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vmm: Destroy associated VM objects when a jail is destroyed
AcceptedPublic

Authored by cyril_freebsdfoundation.org on Mon, Jul 19, 11:24 PM.

Details

Reviewers
markj
jamie
Group Reviewers
bhyve
Summary

...and also when vmm is disabled for a jail.

This revision builds off https://reviews.freebsd.org/D31156.

Diff Detail

Repository
R10 FreeBSD src repository
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Event Timeline

markj added inline comments.
sys/amd64/vmm/vmm_dev.c
1007–1008

I would suggest asserting that vmmdev_mtx is held here.

1046

Pedantically, buflen should be a size_t.

1168

This is safe because vmmdev_destroy(), which frees sc, is called asynchronously. If that were not the case, and vmm_destroy() freed sc directly, then this would be a use-after-free, since after vmm_destroy() returns we would continue traversal by following sc->link.

I would suggest coding this a bit more defensively by using SLIST_FOREACH_SAFE to avoid referencing sc after vmm_destroy() returns, in case the implementation of vmm_destroy() changes at some point.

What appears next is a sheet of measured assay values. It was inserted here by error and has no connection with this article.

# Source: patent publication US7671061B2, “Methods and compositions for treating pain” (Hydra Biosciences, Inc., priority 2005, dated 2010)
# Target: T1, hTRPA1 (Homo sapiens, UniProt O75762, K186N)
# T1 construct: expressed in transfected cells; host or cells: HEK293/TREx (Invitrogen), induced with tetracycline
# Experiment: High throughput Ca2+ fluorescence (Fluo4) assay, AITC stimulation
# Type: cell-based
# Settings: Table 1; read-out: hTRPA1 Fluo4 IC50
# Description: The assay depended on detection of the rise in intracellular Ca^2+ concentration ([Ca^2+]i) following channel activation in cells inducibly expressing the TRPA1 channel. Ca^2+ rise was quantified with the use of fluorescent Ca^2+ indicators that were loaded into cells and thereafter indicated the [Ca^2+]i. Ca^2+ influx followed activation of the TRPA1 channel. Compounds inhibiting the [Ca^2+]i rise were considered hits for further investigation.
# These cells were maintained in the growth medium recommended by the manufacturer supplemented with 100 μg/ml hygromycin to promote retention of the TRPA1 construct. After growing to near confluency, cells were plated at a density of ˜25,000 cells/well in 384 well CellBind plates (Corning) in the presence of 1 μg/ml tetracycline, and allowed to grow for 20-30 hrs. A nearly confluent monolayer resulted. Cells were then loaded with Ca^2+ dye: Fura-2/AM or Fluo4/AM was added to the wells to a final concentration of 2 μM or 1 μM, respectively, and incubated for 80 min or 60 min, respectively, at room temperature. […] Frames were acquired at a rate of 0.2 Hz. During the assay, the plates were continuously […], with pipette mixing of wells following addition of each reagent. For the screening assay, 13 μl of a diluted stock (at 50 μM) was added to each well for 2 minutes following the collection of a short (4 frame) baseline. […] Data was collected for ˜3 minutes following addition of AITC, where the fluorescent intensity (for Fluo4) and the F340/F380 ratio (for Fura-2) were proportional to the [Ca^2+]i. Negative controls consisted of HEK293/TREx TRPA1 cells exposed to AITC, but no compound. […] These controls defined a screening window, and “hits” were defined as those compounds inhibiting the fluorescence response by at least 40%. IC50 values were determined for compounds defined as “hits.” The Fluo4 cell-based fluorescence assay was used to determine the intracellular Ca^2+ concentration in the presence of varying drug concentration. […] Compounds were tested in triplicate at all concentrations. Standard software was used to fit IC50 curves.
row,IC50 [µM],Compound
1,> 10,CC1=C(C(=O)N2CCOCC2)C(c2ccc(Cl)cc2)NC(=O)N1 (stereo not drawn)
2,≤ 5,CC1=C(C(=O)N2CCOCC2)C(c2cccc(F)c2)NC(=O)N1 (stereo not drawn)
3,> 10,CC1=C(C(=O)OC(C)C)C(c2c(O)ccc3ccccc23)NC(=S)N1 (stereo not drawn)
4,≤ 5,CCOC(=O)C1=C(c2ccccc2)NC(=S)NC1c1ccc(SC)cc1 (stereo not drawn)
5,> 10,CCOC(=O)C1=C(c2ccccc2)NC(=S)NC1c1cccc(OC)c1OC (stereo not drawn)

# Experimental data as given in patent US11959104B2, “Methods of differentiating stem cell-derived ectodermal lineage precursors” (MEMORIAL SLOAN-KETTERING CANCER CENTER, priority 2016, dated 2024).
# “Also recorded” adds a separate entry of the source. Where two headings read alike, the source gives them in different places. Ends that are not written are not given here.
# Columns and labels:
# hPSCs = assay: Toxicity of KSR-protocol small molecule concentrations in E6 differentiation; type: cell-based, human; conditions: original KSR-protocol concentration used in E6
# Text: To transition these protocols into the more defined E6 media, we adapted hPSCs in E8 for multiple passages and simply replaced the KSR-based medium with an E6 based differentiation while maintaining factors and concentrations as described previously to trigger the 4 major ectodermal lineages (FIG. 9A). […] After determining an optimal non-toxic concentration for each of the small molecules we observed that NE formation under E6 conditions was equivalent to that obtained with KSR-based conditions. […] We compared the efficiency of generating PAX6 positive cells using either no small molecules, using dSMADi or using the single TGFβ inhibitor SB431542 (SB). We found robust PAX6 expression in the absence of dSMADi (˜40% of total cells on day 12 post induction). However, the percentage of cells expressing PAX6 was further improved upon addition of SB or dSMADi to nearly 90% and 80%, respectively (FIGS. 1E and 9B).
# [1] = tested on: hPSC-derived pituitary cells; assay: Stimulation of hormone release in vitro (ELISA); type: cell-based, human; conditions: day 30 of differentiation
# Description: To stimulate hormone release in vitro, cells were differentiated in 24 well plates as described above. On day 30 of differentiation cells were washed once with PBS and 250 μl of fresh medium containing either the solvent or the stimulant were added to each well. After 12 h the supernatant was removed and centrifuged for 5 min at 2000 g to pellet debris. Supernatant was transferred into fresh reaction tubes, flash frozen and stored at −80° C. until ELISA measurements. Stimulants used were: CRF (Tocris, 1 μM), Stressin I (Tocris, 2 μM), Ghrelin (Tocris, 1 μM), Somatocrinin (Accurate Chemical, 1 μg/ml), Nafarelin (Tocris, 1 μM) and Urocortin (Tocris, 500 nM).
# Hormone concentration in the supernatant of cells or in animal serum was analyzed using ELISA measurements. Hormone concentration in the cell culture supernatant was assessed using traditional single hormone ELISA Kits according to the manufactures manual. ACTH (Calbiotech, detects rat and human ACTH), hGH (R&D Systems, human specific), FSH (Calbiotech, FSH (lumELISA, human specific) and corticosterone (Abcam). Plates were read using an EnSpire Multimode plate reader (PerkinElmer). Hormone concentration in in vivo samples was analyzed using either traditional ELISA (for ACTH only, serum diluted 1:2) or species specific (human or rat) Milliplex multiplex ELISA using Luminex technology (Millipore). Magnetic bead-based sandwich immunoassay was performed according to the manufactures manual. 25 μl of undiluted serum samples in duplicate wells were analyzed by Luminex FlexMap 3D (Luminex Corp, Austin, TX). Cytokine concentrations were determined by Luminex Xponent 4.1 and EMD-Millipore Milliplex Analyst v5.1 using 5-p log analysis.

1196

You could get rid of vmm_disabled and just write

if (vfs_flagopt(opts, "allow.novmm", NULL, 0))
    vmmdev_prison_cleanup(pr);
tests/sys/vmm/vmm_remove_jail.sh
80 ↗(On Diff #92448)

I tend to think that this file should be merged with the other test file you added in D31156, renaming it to plain vmm_jail.sh or so.

Fixed minor issues and merged test case files.

I'm not thrilled at the redundant call to vfs_flagopt(), which shouldn't be necessary because kern_jail_set has already looked for allow.novmm and set the permission bit accordingly. But by the time vmmdev_prison_set() is called, the old value of the permission bit is forgotten. So you're left with

  • Check the parameter directly (the current approach)
  • Check the permission bit, and call vmmdev_prison_cleanup() if it's not set (even it was already clear before and thus will have nothing to clear)
  • Going through all the effort of keeping your own state just for that one bit

Since all this happens only when jail_set(2) is called, which is hardly ever, there's no performance issue, and I guess it just comes down to what makes the code more readable (definitely not the third choice).

Just thinking out loud - I imagine you've already considered the options yourself and settled on what looked best.

This revision is now accepted and ready to land.Tue, Jul 27, 11:10 PM